Table of Contents
- 1 What happens if both the strand of DNA are transcribed into RNA at same time?
- 2 Is it possible to have two different DNA codes that result in the same protein?
- 3 What happens when both the strands of DNA used as template of DNA transcription?
- 4 What happens to a DNA strand during the process of transcription?
- 5 Why both the strands of DNA do not undergo transcription?
- 6 How is it possible for a single gene to encode more than one polypeptide?
What happens if both the strand of DNA are transcribed into RNA at same time?
The two RNA molecules, if produced simultaneously would be complementary to each other, hence would form a double stranded RNA.
Is it possible to have two different DNA codes that result in the same protein?
Proteins are built from 20 different amino acids, chained together in various combinations. The genetic code is redundant, so that several codons represent the same single amino acid, but there are no ambiguities. There are no examples of a single codon within any genome that represents more than one amino acid.
Can both DNA strands be transcribed?
Unlike DNA replication, in which both strands are copied, only one strand is transcribed. The strand that contains the gene is called the sense strand, while the complementary strand is the antisense strand.
How is it possible for a single gene to code for two different proteins in eukaryotes?
Gene splicing is a post-transcriptional modification in which a single gene can code for multiple proteins. Gene Splicing is done in eukaryotes, prior to mRNA translation, by the differential inclusion or exclusion of regions of pre-mRNA. Gene splicing is an important source of protein diversity.
What happens when both the strands of DNA used as template of DNA transcription?
In transcription, a portion of the double-stranded DNA template gives rise to a single-stranded RNA molecule. Often, however, transcription of an RNA molecule is followed by a translation step, which ultimately results in the production of a protein molecule.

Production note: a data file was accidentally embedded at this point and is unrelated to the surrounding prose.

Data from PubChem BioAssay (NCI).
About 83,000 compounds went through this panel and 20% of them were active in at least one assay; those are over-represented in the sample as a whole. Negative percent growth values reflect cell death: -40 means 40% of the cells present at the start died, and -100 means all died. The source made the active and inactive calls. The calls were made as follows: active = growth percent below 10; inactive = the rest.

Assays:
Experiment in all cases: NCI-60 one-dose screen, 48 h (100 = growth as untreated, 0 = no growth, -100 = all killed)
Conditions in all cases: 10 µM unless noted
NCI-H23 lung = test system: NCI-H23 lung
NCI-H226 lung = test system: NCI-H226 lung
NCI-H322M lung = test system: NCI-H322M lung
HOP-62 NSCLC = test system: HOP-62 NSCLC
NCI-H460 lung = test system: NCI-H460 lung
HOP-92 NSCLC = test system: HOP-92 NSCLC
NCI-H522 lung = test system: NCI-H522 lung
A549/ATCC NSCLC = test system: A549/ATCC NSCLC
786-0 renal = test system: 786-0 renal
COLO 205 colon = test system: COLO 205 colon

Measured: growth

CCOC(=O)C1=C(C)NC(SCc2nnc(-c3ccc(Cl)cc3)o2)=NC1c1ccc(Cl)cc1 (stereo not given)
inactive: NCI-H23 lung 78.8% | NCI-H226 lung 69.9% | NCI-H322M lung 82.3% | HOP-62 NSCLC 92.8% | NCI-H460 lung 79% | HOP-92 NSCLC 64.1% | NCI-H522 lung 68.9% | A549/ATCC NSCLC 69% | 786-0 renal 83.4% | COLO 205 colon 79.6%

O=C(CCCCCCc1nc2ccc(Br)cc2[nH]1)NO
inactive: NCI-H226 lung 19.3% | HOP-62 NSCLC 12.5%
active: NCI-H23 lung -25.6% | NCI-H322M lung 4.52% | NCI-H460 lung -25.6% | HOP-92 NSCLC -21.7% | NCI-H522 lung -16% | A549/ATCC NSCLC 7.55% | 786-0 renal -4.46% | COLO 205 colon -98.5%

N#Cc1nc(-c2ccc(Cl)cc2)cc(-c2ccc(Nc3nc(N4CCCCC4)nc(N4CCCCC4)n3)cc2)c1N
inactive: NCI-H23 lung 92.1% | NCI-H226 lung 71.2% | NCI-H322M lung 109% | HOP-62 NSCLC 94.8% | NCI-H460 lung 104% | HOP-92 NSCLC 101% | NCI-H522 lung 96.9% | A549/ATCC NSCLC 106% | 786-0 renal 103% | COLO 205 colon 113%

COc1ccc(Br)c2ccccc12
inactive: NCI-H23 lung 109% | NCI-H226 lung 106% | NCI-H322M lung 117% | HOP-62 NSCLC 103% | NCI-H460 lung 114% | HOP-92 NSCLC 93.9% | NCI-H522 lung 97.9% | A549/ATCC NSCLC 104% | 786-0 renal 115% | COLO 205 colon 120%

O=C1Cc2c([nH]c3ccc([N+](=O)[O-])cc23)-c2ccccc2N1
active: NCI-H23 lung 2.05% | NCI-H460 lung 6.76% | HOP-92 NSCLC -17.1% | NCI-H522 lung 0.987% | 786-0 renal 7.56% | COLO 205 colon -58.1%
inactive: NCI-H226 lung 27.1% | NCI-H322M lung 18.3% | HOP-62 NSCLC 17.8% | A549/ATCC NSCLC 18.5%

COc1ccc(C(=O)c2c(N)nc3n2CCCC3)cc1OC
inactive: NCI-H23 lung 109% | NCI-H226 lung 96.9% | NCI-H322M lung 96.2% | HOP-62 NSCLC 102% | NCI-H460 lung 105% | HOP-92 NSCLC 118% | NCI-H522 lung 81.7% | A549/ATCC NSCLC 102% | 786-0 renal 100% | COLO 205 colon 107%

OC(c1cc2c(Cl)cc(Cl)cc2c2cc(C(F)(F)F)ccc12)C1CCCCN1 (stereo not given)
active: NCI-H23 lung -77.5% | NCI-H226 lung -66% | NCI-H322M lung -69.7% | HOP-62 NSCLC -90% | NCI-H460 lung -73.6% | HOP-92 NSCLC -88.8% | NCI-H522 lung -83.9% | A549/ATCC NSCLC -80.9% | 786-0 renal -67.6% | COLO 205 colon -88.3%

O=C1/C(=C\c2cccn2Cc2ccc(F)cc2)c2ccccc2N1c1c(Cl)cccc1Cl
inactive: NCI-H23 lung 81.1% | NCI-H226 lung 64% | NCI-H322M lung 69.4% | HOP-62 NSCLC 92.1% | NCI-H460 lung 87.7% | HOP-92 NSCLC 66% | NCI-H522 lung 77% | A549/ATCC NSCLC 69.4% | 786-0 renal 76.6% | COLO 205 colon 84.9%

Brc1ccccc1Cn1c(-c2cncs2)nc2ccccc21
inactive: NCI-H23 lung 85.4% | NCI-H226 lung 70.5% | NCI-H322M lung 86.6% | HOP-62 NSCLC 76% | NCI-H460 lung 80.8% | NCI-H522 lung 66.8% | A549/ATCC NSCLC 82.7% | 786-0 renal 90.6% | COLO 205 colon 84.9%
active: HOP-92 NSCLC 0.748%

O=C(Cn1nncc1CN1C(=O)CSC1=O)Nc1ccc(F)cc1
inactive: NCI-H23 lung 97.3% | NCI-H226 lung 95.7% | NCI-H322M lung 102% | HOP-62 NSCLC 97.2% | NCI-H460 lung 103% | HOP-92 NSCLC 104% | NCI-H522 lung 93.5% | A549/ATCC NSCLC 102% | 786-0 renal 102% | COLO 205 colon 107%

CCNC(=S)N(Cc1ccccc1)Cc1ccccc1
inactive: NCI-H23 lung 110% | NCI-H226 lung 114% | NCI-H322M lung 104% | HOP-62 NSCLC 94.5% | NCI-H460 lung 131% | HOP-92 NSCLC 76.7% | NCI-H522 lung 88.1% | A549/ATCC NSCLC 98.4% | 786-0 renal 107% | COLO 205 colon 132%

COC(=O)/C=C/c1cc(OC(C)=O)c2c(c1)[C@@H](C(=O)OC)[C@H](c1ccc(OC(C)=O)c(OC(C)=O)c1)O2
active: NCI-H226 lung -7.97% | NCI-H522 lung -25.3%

What happens to a DNA strand during the process of transcription?
Transcription is the process in which a gene’s DNA sequence is copied (transcribed) to make an RNA molecule. RNA polymerase uses one of the DNA strands (the template strand) as a template to make a new, complementary RNA molecule. Transcription ends in a process called termination.
Is it possible that two genes with different nucleotide sequences have same protein sequence?
Yes it is seems to be a case of random mutations and positively selected for right degenerate codons. I have done more research on it, most adjacent genes in both strands are having same condition but two genes in reverse strand are normal (having both nucleotide and protein matches in nr/nt database).
Which DNA strand is transcribed to mRNA?
The upper strand of DNA is the “mRNA-like” strand. The lower strand is the strand that is complementary to the mRNA. The -35 region (TTGACA) and -10 region (TATATT) of the promoter sequence and the transcriptional start site (the A) is indicated on the coding strand.
Why both the strands of DNA do not undergo transcription?
(i) Both strands of DNA are not copied during transcription. One segment of the DNA would be coding for two different proteins, and this would complicate the genetic information transfer machinery. Second, the two RNA molecules if produced simultaneously would be complementary to each other.
How is it possible for a single gene to encode more than one polypeptide?
How is it possible for a single gene to encode more than one polypeptide? Exons in mRNA can be spliced together in different combinations. In translation, tRNA molecules bring amino acids to the ribosome.